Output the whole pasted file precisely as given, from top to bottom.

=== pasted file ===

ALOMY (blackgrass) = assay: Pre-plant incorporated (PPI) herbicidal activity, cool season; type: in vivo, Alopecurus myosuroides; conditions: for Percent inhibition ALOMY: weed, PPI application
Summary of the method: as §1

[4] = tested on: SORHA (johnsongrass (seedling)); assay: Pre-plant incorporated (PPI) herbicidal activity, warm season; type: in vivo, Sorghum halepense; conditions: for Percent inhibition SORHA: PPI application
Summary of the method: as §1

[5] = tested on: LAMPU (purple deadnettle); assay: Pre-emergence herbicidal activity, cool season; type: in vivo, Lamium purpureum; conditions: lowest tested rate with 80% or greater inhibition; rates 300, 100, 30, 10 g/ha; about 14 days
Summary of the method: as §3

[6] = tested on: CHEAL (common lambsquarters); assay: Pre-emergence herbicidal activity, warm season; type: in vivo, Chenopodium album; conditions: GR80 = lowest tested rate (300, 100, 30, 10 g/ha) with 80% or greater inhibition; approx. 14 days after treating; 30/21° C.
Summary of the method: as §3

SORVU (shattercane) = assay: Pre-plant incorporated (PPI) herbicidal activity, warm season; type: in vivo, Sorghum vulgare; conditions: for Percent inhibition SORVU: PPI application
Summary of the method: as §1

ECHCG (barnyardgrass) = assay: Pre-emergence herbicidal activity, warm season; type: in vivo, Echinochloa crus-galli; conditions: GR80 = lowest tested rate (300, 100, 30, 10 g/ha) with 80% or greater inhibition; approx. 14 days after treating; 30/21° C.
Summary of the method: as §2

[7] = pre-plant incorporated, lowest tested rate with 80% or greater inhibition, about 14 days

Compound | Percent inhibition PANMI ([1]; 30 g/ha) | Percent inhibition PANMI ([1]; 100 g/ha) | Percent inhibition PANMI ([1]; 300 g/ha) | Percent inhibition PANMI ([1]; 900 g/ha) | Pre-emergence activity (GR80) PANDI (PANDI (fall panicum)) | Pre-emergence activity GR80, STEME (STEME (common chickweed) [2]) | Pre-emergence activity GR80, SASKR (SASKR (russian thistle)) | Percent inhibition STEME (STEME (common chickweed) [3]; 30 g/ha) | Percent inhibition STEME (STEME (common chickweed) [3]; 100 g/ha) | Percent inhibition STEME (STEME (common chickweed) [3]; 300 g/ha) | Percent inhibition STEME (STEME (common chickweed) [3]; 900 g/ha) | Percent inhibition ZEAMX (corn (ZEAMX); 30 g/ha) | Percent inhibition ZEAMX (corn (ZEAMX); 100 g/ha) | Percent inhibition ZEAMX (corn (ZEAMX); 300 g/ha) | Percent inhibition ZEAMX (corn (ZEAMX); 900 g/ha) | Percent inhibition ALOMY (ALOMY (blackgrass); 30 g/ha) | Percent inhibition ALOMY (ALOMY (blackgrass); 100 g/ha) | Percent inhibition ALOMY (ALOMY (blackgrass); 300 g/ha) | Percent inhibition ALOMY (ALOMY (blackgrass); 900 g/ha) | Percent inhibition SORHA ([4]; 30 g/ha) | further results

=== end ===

ALOMY (blackgrass) = assay: Pre-plant incorporated (PPI) herbicidal activity, cool season; type: in vivo, Alopecurus myosuroides; conditions: for Percent inhibition ALOMY: weed, PPI application
Summary of the method: as §1

[4] = tested on: SORHA (johnsongrass (seedling)); assay: Pre-plant incorporated (PPI) herbicidal activity, warm season; type: in vivo, Sorghum halepense; conditions: for Percent inhibition SORHA: PPI application
Summary of the method: as §1

[5] = tested on: LAMPU (purple deadnettle); assay: Pre-emergence herbicidal activity, cool season; type: in vivo, Lamium purpureum; conditions: lowest tested rate with 80% or greater inhibition; rates 300, 100, 30, 10 g/ha; about 14 days
Summary of the method: as §3

[6] = tested on: CHEAL (common lambsquarters); assay: Pre-emergence herbicidal activity, warm season; type: in vivo, Chenopodium album; conditions: GR80 = lowest tested rate (300, 100, 30, 10 g/ha) with 80% or greater inhibition; approx. 14 days after treating; 30/21° C.
Summary of the method: as §3

SORVU (shattercane) = assay: Pre-plant incorporated (PPI) herbicidal activity, warm season; type: in vivo, Sorghum vulgare; conditions: for Percent inhibition SORVU: PPI application
Summary of the method: as §1

ECHCG (barnyardgrass) = assay: Pre-emergence herbicidal activity, warm season; type: in vivo, Echinochloa crus-galli; conditions: GR80 = lowest tested rate (300, 100, 30, 10 g/ha) with 80% or greater inhibition; approx. 14 days after treating; 30/21° C.
Summary of the method: as §2

[7] = pre-plant incorporated, lowest tested rate with 80% or greater inhibition, about 14 days

Compound | Percent inhibition PANMI ([1]; 30 g/ha) | Percent inhibition PANMI ([1]; 100 g/ha) | Percent inhibition PANMI ([1]; 300 g/ha) | Percent inhibition PANMI ([1]; 900 g/ha) | Pre-emergence activity (GR80) PANDI (PANDI (fall panicum)) | Pre-emergence activity GR80, STEME (STEME (common chickweed) [2]) | Pre-emergence activity GR80, SASKR (SASKR (russian thistle)) | Percent inhibition STEME (STEME (common chickweed) [3]; 30 g/ha) | Percent inhibition STEME (STEME (common chickweed) [3]; 100 g/ha) | Percent inhibition STEME (STEME (common chickweed) [3]; 300 g/ha) | Percent inhibition STEME (STEME (common chickweed) [3]; 900 g/ha) | Percent inhibition ZEAMX (corn (ZEAMX); 30 g/ha) | Percent inhibition ZEAMX (corn (ZEAMX); 100 g/ha) | Percent inhibition ZEAMX (corn (ZEAMX); 300 g/ha) | Percent inhibition ZEAMX (corn (ZEAMX); 900 g/ha) | Percent inhibition ALOMY (ALOMY (blackgrass); 30 g/ha) | Percent inhibition ALOMY (ALOMY (blackgrass); 100 g/ha) | Percent inhibition ALOMY (ALOMY (blackgrass); 300 g/ha) | Percent inhibition ALOMY (ALOMY (blackgrass); 900 g/ha) | Percent inhibition SORHA ([4]; 30 g/ha) | further results